‘Something in the Water’
3/15/2019, 6 a.m.
Planning to attend “Something in the Water,” the three-day music festival in late April spearheaded by Pharrell Williams in Virginia Beach?
According to the latest reports, the cheapest tickets are sold out, along with most of the hotel rooms on the oceanfront.
The event proves the drawing power of the talented and forward-thinking Mr. Williams, whose 2014 hit “Happy” was a seven-time platinum winner with more than 7 million copies sold in the United States alone.
“I don’t think we have seen an event sell out the market that fast ever before,” Russell Lyons, president of the Virginia Beach Hotel Association, told The Virginian-Pilot newspaper this week. “I am amazed.”
“Something in the Water,” which runs April 26 through 28, also is a testament to the economic buying power of the African-American community. Mr. Williams pitched the event to Virginia Beach city officials as providing organized events and professional development opportunities for students from HBCUs.
City officials said more than 32,000 tickets have been snapped up by fans since going on sale at noon Friday, March 8. The festival will feature Mr. Williams, a Virginia Beach native, and about 30 other high-octane performers, including Janelle Monáe, Teddy Riley, Missy Elliott, Travis Scott and the Dave Matthews Band.
Since the initial announcement, even more stars have been added to the lineup. Among them are Usher, Diddy, Gwen Stefani and Snoop Dogg.
Three-day, early-bird admission passes were available first, starting at $150, with organizers saying single-day tickets possibly would be available later, depending on interest.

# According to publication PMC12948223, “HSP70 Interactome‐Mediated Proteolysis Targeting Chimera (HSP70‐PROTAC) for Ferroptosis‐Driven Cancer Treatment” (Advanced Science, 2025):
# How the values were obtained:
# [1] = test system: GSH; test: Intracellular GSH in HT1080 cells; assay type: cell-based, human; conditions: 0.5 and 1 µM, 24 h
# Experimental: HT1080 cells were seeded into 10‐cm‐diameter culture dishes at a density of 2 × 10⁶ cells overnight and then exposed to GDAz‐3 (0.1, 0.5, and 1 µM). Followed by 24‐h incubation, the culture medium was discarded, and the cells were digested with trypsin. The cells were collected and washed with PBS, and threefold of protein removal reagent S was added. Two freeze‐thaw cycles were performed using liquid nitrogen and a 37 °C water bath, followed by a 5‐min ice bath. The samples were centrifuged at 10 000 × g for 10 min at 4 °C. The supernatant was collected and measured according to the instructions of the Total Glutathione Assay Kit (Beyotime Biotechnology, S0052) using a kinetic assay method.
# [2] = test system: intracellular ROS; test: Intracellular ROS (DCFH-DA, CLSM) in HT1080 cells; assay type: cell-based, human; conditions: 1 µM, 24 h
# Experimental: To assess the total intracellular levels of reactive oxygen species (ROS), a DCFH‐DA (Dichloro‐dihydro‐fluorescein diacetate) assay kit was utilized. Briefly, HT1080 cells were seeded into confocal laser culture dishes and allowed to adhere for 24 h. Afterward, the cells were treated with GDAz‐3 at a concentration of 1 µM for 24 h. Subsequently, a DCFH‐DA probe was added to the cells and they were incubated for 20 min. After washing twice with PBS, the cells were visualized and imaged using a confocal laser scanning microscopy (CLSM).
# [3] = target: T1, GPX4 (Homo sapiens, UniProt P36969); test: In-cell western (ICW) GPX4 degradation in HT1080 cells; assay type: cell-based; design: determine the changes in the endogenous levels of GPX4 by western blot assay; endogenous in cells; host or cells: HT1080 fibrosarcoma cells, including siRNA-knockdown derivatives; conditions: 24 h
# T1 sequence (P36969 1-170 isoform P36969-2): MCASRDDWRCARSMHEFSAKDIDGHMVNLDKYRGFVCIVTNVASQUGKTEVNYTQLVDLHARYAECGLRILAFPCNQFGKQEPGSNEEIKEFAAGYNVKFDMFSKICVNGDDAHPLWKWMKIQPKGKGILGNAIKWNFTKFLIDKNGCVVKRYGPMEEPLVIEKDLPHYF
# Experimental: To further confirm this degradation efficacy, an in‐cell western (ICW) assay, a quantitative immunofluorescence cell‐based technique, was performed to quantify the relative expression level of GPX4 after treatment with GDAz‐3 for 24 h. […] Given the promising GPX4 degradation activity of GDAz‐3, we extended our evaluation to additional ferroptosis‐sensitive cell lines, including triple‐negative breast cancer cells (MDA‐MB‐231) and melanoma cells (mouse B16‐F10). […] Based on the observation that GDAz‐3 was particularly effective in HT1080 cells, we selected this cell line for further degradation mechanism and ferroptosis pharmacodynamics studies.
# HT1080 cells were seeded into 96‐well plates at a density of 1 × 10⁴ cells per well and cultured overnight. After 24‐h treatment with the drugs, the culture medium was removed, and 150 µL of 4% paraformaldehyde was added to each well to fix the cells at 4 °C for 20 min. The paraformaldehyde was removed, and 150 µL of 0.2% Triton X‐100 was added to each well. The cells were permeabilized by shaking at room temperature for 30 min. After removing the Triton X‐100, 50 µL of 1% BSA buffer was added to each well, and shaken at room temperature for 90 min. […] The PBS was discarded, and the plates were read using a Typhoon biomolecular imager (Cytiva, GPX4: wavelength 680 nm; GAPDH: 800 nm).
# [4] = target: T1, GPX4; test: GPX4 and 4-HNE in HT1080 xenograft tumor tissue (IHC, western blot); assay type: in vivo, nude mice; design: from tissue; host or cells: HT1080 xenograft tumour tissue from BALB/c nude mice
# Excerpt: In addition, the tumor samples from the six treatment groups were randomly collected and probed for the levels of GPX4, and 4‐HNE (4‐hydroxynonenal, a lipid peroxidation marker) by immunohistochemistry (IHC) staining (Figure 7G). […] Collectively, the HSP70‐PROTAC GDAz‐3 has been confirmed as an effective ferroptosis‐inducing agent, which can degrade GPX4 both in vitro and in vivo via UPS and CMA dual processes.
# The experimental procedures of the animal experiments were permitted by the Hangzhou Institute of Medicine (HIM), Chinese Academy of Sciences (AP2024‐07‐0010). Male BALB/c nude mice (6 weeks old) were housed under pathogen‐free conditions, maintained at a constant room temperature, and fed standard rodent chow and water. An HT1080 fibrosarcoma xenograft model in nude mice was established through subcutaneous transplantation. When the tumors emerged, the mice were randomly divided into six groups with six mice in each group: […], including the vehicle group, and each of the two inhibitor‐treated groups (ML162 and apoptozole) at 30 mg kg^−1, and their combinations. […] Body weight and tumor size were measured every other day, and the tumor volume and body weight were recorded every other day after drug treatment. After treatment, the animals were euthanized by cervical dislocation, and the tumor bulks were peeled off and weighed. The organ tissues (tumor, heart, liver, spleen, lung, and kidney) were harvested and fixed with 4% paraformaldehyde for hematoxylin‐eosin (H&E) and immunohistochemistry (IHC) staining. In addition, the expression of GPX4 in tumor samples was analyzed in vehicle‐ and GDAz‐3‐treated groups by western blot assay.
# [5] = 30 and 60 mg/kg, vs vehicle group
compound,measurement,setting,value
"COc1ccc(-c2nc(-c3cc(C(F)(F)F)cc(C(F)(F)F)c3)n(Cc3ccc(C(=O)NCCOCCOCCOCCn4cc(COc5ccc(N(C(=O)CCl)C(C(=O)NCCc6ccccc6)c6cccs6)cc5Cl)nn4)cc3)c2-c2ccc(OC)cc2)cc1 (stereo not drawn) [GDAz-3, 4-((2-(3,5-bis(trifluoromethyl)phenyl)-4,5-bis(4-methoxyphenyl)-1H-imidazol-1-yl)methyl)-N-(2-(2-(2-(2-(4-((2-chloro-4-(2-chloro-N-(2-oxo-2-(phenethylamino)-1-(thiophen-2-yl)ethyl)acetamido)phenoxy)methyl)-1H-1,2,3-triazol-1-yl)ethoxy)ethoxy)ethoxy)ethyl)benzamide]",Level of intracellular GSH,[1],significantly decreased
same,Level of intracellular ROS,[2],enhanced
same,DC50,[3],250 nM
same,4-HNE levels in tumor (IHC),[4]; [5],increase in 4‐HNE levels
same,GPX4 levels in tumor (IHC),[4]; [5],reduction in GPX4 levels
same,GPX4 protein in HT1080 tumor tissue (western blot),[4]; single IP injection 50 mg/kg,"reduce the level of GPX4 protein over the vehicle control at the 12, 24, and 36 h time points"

But the cheap tickets were all gone within an hour, officials said. By this week, the lowest priced tickets available were $195 three-day general admission passes, with an added $49.44 fee.
The 3-day VIP passes that started at $450 sold out earlier this week.
The festival, which takes place during College Beach Weekend in the resort city, is vying with other events for area hotel space that weekend, which is driving up room prices.
A religious women’s retreat planned for the Virginia Beach Convention Center and the International Tattoo Festival at the Norfolk Scope together are expected to draw thousands of people as well.
Rooms were going for more than $300 a night during the music festival, which is a lot more than the typical $220 to $240 per night during the peak summer season.
Brad Van Dommelen, director of the Convention and Visitors Bureau, told The Pilot the city has hosted large events, but nothing on the scale of “Something in the Water.”
It has been a long time since a Virginia regional event has created this much buzz and excitement, and we send wishes for Mr. Williams’ festival to be a fun, safe and profitable venture for all involved.
While Richmond doesn’t have an oceanfront to serve as a dramatic backdrop and drawing point for such an event, perhaps our local officials can take a few notes or even persuade Mr. Williams to visit Richmond and spark a vision for a potential blockbuster event here in the capital city.
Maybe we can find out what’s in the water to create a weekend hit for Richmond.